Recognize Sponsors in your Banner

Above the waterfall of social posts, many event organizers take the opportunity to advertise their #hashtag with a digital banner. Whose logo is included in this banner? Top tier sponsors can enjoy a high level of recognition on this most valuable real estate.

Offer in-line advertising

Consumers are increasingly wary of advertisements. But with a social hub, “ads” can be disguised as social posts, mixed in with the stream of user-generated content. Here at Tint, we’ve seen users take advantage of our “Add a Post” feature by selling a post as in-line advertising space that recurs every 30 posts (for example).

 

4. Make trade show booths more engaging

Pulling in hashtagged pictures or comments and displaying them in real time has become an indispensable tool for engaging booth visitors in person and on social media. As a conference organizer, you could offer Tint as one of the perks that come with a booth signup, or you could resell it to your tradeshow booths at a special, reduced price.

Companies with booths will be appreciative of gaining access to this great engagement tool, and your conference will be able to boast innovative and interesting booths.

5Don’t forget the before and after

It can be easy to forget about social media strategy before and after your event, but executing a strong social media campaign requires that you ramp up before your event and follow up afterwards.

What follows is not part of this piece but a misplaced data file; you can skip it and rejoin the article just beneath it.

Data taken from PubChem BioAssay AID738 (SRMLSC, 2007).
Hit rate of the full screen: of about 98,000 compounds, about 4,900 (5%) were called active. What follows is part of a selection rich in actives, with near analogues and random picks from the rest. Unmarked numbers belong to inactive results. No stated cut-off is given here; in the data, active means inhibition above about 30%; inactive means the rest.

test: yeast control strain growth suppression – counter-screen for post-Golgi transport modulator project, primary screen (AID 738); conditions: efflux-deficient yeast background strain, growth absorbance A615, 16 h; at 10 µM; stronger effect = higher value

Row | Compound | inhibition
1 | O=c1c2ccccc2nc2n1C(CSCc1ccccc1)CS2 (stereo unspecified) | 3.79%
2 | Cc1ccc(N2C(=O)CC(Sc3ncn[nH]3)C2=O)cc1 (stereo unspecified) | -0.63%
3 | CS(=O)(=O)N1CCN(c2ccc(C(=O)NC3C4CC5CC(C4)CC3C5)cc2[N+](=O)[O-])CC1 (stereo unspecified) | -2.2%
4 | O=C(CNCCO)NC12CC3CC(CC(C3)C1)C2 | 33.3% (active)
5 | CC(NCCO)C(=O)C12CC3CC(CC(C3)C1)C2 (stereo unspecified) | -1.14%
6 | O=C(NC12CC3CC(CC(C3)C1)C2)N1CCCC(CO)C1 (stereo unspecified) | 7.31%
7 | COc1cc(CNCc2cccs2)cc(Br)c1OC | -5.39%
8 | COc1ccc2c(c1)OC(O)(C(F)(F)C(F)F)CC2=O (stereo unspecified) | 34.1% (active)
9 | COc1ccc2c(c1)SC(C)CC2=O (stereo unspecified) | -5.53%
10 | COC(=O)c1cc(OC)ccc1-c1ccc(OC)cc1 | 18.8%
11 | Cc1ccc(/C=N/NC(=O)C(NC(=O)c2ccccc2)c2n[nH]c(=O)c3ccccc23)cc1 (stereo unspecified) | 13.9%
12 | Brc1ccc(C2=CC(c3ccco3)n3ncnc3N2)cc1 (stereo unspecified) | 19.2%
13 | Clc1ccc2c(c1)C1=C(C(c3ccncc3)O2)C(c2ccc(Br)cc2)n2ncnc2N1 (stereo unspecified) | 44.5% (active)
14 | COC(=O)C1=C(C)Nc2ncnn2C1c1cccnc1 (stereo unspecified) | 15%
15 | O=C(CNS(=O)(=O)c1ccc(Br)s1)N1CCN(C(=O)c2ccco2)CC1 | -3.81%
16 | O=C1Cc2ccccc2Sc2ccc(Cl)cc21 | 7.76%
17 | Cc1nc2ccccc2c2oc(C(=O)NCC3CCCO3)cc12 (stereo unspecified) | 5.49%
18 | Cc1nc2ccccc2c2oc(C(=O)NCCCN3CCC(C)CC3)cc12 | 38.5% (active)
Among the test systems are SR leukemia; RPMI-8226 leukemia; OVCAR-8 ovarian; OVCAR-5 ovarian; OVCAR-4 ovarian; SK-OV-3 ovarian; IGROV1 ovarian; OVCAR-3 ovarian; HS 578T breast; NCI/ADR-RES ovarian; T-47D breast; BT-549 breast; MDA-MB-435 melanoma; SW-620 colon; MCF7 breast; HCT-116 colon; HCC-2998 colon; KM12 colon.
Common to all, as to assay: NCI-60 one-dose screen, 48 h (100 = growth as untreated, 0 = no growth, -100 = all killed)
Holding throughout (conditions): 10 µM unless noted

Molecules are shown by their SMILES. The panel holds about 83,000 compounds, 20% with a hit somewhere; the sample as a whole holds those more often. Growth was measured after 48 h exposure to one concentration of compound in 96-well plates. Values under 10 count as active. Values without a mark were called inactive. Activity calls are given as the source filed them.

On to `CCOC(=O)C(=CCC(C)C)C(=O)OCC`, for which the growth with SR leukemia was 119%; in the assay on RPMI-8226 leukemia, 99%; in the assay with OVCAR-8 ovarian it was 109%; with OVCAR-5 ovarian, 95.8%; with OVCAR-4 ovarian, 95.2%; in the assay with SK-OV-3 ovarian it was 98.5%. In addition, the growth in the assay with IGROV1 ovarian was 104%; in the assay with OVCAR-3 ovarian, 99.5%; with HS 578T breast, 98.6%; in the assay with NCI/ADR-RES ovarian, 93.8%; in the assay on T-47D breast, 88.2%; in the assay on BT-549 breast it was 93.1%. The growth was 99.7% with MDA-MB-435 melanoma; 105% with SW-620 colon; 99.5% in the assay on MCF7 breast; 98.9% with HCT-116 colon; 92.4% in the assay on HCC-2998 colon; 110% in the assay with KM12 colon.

Emails and dedicated online “forums” are some of the methods that conference organizers use to generate conversation or excitement prior to the event. But there’s an easier way. Embedding Tint on the conference website, and encouraging conference attendees to tweet before hand is a doubly effective tactic: you can create chatter on social media and get attendees engaged on your website.

Paul Mitchell used Tint to generate excitement surrounding their conference, both in person, and online, using the hashtag #PMGathering.

#PMGathering used an online social hub to engage attendees before and after:

During the event, live social walls pulling #PMGathering encouraged enthusiastic texts and group selfies:

Bonus Advice:

Incentivizing hashtag use is a great way to make sure this is successful. In the weeks leading up to the event, you could offer a behind-the-scenes chat with one of your speakers, front row seats, or “VIP access” as a sweepstakes prize for those who use the hashtag.

Remember, social media is your friend as you plan your conference. Take a minute to think about your goals, and how social media can help you achieve them. Framed this way, you’ll be headed in the right direction to have an engaging and impactful event, both online and off.

Comments
  1. Great advice!

    We’ve sponsored a fair amount of trade shows at Curalate and have been super successful driving traffic to our booth by engaging with attendees on Twitter. For example we’ll follow and favorite every twitter user that shares an event hashtag. Most people get a notification on their phone every time they get a new follower i.e “Curalate has just followed you!”. It’s a great soft touch to bring awareness to show attendees. People have come up to our booth saying “Hey, I don’t know what you guys do, but I just saw that you followed me on Twitter.”

    One other tip I’d share is around leveraging Twitter ads. If you have the budget, and good creative this can be a really effective avenue for reaching show-goers. We target users of event hashtags, since these tweets are so highly targeted, we typically find that these ads see twice the engagement of our typical twitter ads.

    Bottom line – people are sick of seeing generic mass emails inviting you to their booth. On the other hand social can be a great way to reach out to these folks without being overbearing.

    1. Thanks for sharing – these are great tips! I especially like the idea of following those who use the hashtag at an event. What a great way to filter who is there and ready to engage.